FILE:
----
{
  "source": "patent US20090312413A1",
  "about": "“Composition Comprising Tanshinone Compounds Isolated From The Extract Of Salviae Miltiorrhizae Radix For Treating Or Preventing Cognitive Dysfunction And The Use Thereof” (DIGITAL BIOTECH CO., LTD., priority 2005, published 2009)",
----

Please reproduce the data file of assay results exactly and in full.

{
  "source": "patent US20090312413A1",
  "about": "“Composition Comprising Tanshinone Compounds Isolated From The Extract Of Salviae Miltiorrhizae Radix For Treating Or Preventing Cognitive Dysfunction And The Use Thereof” (DIGITAL BIOTECH CO., LTD., priority 2005, published 2009)",